PriMera Scientific Surgical Research and Practice (ISSN: 2836-0028)


Volume 1 Issue 1

Increase in the Risk of Knee Osteoarthritis due to Lifestyle Modification: An Editorial Review

Satish Kumar Anumula*

January 10, 2023


     Lifestyle refers to the characteristics of residents living in a region. It comprises day to day behavior and functioning of an individual’s physical activity, diet and occupation. It is a way practiced by groups, nations and people living in specific culture, geographical, political and religion. Quality of life and individual health are both associated with lifestyle. Alcohol consumption, drug abuse, malnutrition, stress and unhealthy diet depicts unhealthy lifestyle, which causes cardio-vascular diseases, hypertension, skeletal problems, metabolic diseases and overweight in the people. According to WHO, musculoskeletal condition is the major cause of disability and morbidity in 2017. Global Burden of Disease (GBD) has declared musculoskeletal conditions are having the highest contribution in global disability. Under musculoskeletal conditions Osteoarthritis (OA), back pain, neck pain, fracture and rheumatoid arthritis are the commonly prevailing disabling conditions. Out of which OA is the 10th most disabling condition in the developing world. Osteoarthritis refers to degenerative joint disease. In OA there is progressive destruction of articular cartilage, osteophyte formation and inflammation of synovium. It affects mainly the weight bearing joints of the body i.e., hip and knee. As per WHO, 9.6% and 18.0% of men and women respectively aged above 60 years are suffering from symptomatic arthritis. Out of which 80% of the population is suffering with OA along with restricted Range of Motion (ROM) and 25% of them cannot do majority of activities. Among all the population who complain of knee pain 80% of them shows knee OA. Globally, it is considered to be the 4th and 8th significant cause of infirmity in men and women respectively.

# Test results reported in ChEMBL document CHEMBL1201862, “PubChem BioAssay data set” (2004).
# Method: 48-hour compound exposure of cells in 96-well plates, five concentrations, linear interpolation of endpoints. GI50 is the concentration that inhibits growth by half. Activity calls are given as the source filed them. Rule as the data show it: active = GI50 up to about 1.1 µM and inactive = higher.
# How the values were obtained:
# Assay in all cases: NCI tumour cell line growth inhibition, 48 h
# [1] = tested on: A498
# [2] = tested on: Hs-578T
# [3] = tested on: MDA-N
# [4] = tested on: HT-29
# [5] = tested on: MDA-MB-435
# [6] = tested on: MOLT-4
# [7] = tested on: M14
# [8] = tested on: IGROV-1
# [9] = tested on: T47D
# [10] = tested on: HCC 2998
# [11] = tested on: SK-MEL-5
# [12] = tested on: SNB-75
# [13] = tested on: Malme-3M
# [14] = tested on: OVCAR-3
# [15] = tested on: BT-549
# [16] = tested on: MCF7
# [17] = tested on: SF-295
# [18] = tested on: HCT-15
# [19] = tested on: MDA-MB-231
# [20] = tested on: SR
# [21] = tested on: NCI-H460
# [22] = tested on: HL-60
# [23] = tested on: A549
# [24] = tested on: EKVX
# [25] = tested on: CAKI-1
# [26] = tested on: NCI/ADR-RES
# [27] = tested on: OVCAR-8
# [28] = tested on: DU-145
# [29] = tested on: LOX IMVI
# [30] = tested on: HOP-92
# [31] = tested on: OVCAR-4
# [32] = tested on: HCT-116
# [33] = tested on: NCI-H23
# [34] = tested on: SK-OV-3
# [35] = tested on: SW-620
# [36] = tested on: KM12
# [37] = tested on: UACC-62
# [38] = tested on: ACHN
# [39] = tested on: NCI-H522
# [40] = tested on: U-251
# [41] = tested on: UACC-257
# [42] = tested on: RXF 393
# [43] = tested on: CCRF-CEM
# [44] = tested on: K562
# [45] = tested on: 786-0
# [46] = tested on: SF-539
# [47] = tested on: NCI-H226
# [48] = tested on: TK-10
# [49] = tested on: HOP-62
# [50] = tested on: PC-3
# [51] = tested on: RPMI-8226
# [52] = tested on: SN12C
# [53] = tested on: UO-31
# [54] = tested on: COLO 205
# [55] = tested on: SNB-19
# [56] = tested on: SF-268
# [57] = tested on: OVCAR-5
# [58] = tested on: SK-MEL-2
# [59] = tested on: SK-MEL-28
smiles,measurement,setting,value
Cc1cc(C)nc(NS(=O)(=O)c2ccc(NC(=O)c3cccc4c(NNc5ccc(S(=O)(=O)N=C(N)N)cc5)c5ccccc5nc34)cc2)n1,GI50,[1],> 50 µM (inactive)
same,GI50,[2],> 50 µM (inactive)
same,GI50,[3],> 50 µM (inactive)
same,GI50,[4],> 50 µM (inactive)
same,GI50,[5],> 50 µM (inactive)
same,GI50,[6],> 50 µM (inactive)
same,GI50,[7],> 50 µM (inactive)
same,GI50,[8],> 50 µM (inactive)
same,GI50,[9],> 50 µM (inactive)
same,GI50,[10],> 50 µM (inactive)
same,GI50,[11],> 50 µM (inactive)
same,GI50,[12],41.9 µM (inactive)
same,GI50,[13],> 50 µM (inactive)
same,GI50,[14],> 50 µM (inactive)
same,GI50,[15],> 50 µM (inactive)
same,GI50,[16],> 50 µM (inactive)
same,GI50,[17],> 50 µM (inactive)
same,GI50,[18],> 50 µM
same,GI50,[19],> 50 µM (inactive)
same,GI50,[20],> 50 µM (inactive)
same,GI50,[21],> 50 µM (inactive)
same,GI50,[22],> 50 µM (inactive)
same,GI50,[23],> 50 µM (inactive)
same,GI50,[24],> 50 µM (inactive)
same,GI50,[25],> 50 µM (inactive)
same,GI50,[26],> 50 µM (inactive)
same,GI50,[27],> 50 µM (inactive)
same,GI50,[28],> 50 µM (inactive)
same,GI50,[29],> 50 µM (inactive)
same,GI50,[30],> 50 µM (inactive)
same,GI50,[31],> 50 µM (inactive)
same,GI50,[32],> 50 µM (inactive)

Change in the lifestyle leads to several types of diseases in which knee OA is leading amongst all. According to global burden of disease published in the year 2000 shows that some specific jobs and occupations which involve physical labor have increased risk to develop OA of knee. Especially the jobs such as farmers, dock workers, mine workers etc. which require heavy weight lifting, squatting and kneeling have high chances to develop knee OA. In 2005, a study named ‘A meta-analysis of sex differences prevalence, incidence and severity of osteoarthritis’ shows that females are more prone to knee OA than men. Whereas a study in England, UK shows that reduced BMD and use of oral contraceptive pills may be associated with knee OA. A study conducted in the university of Boston, USA in the year 2010 showed that increase in the age leads to biological changes which reduces joint capabilities to cope with adversity such as oxidative damage, poor proprioception, muscle weakness and thinning of cartilage. Weakness of quadriceps muscle also leads to structural damage to the joint along with painful knee OA shown in the study ‘Is Quadriceps Muscle Weakness a Risk Factor for Incident or Progressive Knee Osteoarthritis?’ in the year 2011.

     A study named ‘Lifestyle changes in the management of osteoarthritis’ in the year 2001 reveals that exercise regimes for OA knee consists of both aerobic exercises and strengthening exercises with resistance of quadriceps muscles which helps to improve physical functioning along with pain reduction in the patients. The main aim is to increase balance, ROM, aerobic capacity and strength. A study conducted in 2010 showed that continuous sitting for two hours increases the risk of knee OA.

     Lifestyle modification helps to delay or prevent the onset of OA and also prevents many musculoskeletal disabilities. Exercises and weight reduction management are the two lifestyle changes for the management of OA. Several clinical trials support that knee strengthening and aerobic exercises delays disability and reduce pain. Along with this treatment, comorbidities like hypertension and depression also increase the risk of OA knee. So, therefore identifying the risk factors and uplifting the lifestyle could delay the onset of knee OA.